Many of the proposed are the staple of private equity funds in other leading domiciles such as Luxembourg and Cayman Islands but the optionality in Ireland is extremely welcome.  CP132 proposes to permit CEQIAIFs to issue share classes which permit:

  1. The profit and loss and capital of specific assets to be allocated to specific share classes where currently the rules require each share class participates equally in a single pool of assets.
  2.   Investors to participate in some, but not all, of the assets of the CEQIAIF. Similar to above, all fund investors own and participate in a common pool of assets and a new sub-fund is required to segregated assets and investor types
  3.  Management share classes which can receive greater returns but remain subordinate to the returns to which other share classes are entitled.

The above broad permissions allow for share classes that may:

  1. Issue at a price other than the NAV without CBI approval.
  2.  Include excuse provisions where an investor may “opt out” of a particular investment or capital call.
  3. Include exclude provisions where the fund may exclude an investor from a particular investment if that arrangement is predetermined and documented in writing with the investor and agreed legally and approved by the board of the CEQIAIF. Such exclude or exclude provisions are particularly important to certain regulated entities such as insurers, pension schemes, or even sovereign wealth funds who are often subject to investment parameters which require them to excuse themselves from certain investments. Similarly, it is helpful for investors who may have self-imposed screening rules such as ESG filters, for example, who may also not wish to participate in a certain investment.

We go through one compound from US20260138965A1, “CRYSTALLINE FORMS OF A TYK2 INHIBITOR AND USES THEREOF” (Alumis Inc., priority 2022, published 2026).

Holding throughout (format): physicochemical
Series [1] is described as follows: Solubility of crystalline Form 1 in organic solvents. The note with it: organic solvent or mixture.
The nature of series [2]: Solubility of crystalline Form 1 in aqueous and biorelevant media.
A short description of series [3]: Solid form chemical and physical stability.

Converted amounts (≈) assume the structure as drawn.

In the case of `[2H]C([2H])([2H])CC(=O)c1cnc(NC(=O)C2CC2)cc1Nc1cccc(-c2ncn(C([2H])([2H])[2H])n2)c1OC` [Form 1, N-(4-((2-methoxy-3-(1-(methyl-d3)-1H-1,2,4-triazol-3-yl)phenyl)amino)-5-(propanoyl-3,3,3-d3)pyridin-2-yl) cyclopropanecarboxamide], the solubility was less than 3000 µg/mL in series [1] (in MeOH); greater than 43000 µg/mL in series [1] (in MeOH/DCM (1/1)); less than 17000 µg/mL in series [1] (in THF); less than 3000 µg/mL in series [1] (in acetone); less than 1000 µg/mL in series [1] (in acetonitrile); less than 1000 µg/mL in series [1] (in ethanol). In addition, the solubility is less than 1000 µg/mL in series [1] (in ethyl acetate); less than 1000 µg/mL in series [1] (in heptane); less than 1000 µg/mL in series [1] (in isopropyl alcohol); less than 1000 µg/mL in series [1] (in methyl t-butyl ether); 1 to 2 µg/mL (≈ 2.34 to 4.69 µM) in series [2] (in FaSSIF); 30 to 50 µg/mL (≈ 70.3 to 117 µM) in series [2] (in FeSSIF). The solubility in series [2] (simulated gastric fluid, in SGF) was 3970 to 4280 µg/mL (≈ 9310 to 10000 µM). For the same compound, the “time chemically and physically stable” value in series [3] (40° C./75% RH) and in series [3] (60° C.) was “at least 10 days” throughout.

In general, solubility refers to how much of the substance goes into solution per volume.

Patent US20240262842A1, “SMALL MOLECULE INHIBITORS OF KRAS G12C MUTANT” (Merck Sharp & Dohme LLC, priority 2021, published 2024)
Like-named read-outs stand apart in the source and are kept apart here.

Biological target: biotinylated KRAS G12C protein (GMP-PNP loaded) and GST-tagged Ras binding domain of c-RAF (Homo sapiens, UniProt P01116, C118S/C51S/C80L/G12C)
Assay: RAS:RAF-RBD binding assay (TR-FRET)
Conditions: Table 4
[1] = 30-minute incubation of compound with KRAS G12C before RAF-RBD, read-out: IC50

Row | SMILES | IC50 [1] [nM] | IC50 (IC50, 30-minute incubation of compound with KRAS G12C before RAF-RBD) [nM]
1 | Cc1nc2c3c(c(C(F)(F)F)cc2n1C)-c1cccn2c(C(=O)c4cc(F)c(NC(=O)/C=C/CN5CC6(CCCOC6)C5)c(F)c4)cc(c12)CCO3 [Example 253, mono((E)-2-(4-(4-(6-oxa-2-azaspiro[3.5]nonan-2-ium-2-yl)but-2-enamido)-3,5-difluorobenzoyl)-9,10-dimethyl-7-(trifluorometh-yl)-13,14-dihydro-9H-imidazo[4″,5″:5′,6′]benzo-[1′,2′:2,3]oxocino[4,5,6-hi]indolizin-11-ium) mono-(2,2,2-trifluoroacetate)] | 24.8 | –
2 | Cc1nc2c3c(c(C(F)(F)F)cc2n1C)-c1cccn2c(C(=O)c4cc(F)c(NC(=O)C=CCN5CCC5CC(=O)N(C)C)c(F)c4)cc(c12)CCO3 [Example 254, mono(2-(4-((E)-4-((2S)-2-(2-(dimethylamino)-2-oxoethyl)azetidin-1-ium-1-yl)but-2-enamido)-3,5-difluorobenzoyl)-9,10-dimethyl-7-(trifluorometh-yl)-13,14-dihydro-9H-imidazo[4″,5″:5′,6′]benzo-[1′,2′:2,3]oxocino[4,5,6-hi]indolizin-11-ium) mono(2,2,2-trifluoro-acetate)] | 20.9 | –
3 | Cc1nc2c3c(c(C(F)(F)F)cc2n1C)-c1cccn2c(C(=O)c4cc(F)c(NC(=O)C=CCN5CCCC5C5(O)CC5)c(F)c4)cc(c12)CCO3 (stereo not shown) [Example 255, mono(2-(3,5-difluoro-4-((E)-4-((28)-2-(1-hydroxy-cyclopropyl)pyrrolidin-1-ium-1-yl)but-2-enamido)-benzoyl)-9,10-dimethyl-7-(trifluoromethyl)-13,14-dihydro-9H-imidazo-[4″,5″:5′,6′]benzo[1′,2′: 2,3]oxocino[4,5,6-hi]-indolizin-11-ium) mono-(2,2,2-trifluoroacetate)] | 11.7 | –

4. Allow for stage investing and series funding a staple of private equity and venture capital funds and allows new investors to acquire shares, new or transfers from existing investors.
  5. Management shares which may reflect a pre-determined fee arrangement or capital pay out which is not conducted on a pro-rata basis.

The additional scope for differentiation at share class level comes with some requirements for investor disclosure, capital accounting rules, and documented agreement in some instances. However, it broadly leaves that as a matter between the fund, its board, and its investors. So, the light touch approval and supervision regime synonymous with the QIAIF structure is maintained whilst balancing ease of set up with appropriate levels of investor protection and disclosure.

The suggested allowable share class differentiators will be familiar features to seasoned private fund participants. The latitude afforded by the CBI proposals gives the required flexibility to make the ILP fund and share class structuring framework competitive and aligned with other leading private fund domiciles, such as Luxembourg and Cayman Islands.

The consultation has a tight turnaround time and comments on the draft guidance and “general observations” may be sent to the CBI until December 22, upon which they will then work to prepare formal guidance. The compressed timeline is welcome in order to “get the ILP market” as soon as practicable.

Overall, while work remains, it is expected that Ireland should have a fully functioning ILP regime in place for private funds by the year-end which will be a most welcome silver lining to a challenging year.

Let’s Discuss

Arrange a more detailed discussion on what this exciting update means for your business and Ireland as a private equity and private debt domicile by contacting one of our Alternative Fund experts in your region.

Ainun Ayub – London

Andrew Ritchie – London

Chris Adams – Luxembourg

Jeff Dorigan – Boston

Chris McChesney – Boston

Alan O’Sullivan – Dublin

Chris Pigott – Hong Kong